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Division I Athletic Recruitment: What Students Need to Know

By Amy, IvyWise College Admissions Counselor

Just like playing slots in a casino where the outcome is not something you can predict with any degree of certainty, so, too, is the game of collegiate athletic recruitment. In light of the recent Operation Varsity Blues scandal, the college admissions process and particularly athletic recruitment practices have come under heavy scrutiny, but the process is actually much more complicated and selective than many believe. Here’s a look at what really goes into being recruited as an athlete at the Division I level.

Understanding the slot odds and the inner workings of the athletic recruitment game is beneficial to high school athletes who want to play a collegiate sport. Particularly at the Division I level, there are actual slots you will be vying for to be an official recruited athlete. What every high school athlete should know is that at the end of the day, the athletic talent of a student is the most important factor to the head coach. After all, they want you to come and perform well on their team, right? But the admissions office also has to balance the academic requirements of the athlete, too.

Being a Recruited Athlete
To be a recruited athlete at the Division I level, a college coach must choose a high school athlete they know can compete. The odds for high school athletes are staggering. According to the NCAA, out of the approximately eight million (yes – MILLION!) high school athletes only about 6% actually compete in a collegiate sport. That percentage is even lower for students who are aiming for Division I programs.

When considering Division I schools, there are really two divisions of programs: major and mid-major. Major programs are the ACC, SEC, BIG 10, BIG 12, and Pac 12. The rest of the Division I programs, which includes the Ivy League for example, are considered mid-major. There are major college programs within these other leagues like UCONN, but these major athletic league conferences are known as the “power five” for a reason. Their power comes from the how financially lucrative their athletic programs tend to be, as well as their ability to produce the highest number of pro athletes.

For many top athletic recruits sponsored by coaches, their athletic talent is their “hook” in the actual admissions process. While these athletes can do the work academically in college, their academics may not be at the top of an applicant pool because they have spent so much time dedicated to their sport. This isn’t always the case, however. There are plenty of top-recruited athletes that are also exceptional students, and athletes who are in good academic standing make the coach’s job that much easier when they collaborate with the admissions office.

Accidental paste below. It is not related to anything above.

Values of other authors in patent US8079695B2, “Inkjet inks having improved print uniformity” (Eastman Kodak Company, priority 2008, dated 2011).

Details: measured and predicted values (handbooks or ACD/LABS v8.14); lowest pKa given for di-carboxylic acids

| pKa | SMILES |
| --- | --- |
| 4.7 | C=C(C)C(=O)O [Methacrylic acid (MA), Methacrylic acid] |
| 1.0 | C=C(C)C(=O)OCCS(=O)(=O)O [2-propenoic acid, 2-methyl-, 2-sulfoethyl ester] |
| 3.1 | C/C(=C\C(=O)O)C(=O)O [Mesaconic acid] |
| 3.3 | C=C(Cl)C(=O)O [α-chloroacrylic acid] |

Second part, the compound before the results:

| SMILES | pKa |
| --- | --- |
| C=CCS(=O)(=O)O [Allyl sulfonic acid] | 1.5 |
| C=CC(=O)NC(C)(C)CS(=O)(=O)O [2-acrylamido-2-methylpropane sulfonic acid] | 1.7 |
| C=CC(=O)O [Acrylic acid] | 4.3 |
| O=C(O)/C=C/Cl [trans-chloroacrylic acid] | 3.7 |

Besides being a good student, the best way to be noticed by a coach is to attend three to five summer camps to get on the coach’s radar. The best coaches, and in particular Division I coaches, do not need to use recruiting sites or see film to find their top recruits. They are good enough to notice you through club teams, national rankings, US National teams, or camps, as well as through their personal contacts within their sport. For Division II and III programs, it may be advantageous to use recruiting sites or videos, but typically these outlets are not necessary for Division I athletic recruits. Overall, it is advisable to start this recruiting process early to be considered for one of these coveted slots.

It is also wise to be knowledgeable about what type of coach the recruits have put themselves under. Like any working relationship, a recruit wants to find the right match with the head coach. At some point, athletes who have been trying to be recruited should start to lean towards those coaches who are seriously recruiting them and seem like the best fit for their needs and goals.

The Admission Process
Division I athletic coaches can have significant influence when supporting their top recruits in the admissions process. This is not the case for Division II or III coaches, where they have less power but still can have some influence in the admissions process. The Division I athletic department and each individual head coach are allowed so many slots a year to use in the admissions process. Typically, these slots are grouped according to the individual college’s admissions standards. For example, a university may have slots where Slot A recruits have scored a 32 ACT or higher who have achieved a 3.7- 4.0 unweighted GPA, Slot B recruits have obtained a 26-31 ACT and a 3.2-3.6 GPA, and Slot C recruits which have a 25 ACT or below and with a GPA of 3.1 or below. A coach may have five A slots, three B slots and only two C slots to offer to recruits and to use in the admissions process. The initial recruitment pool for a coach could be 100 potential athletes worldwide for those few slots. The coaches will likely give commitments to more students than their allotted slots in order to best yield their recruitment class. Depending on the outcome of each coach’s slots and the athletic departments total slots in the early action/early decision rounds, a coach can gain a slot back in regular decision.